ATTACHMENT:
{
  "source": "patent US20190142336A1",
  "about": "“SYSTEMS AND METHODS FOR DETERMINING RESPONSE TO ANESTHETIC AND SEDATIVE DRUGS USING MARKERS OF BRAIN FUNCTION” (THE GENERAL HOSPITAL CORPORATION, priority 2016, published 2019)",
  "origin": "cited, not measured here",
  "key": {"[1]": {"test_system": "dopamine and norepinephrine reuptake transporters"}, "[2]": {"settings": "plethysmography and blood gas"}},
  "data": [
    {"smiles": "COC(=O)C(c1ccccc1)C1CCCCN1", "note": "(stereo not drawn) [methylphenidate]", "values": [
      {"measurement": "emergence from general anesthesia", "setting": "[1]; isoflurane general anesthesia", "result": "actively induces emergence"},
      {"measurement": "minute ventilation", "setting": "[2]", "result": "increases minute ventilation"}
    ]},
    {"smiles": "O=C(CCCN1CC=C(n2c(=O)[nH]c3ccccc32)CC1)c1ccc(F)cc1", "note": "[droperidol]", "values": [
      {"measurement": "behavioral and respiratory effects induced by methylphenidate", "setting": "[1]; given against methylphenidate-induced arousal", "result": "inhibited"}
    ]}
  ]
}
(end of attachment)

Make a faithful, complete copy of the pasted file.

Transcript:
{
  "source": "patent US20190142336A1",
  "about": "“SYSTEMS AND METHODS FOR DETERMINING RESPONSE TO ANESTHETIC AND SEDATIVE DRUGS USING MARKERS OF BRAIN FUNCTION” (THE GENERAL HOSPITAL CORPORATION, priority 2016, published 2019)",
  "origin": "cited, not measured here",
  "key": {"[1]": {"test_system": "dopamine and norepinephrine reuptake transporters"}, "[2]": {"settings": "plethysmography and blood gas"}},
  "data": [
    {"smiles": "COC(=O)C(c1ccccc1)C1CCCCN1", "note": "(stereo not drawn) [methylphenidate]", "values": [
      {"measurement": "emergence from general anesthesia", "setting": "[1]; isoflurane general anesthesia", "result": "actively induces emergence"},
      {"measurement": "minute ventilation", "setting": "[2]", "result": "increases minute ventilation"}
    ]},
    {"smiles": "O=C(CCCN1CC=C(n2c(=O)[nH]c3ccccc32)CC1)c1ccc(F)cc1", "note": "[droperidol]", "values": [
      {"measurement": "behavioral and respiratory effects induced by methylphenidate", "setting": "[1]; given against methylphenidate-induced arousal", "result": "inhibited"}
    ]}
  ]
}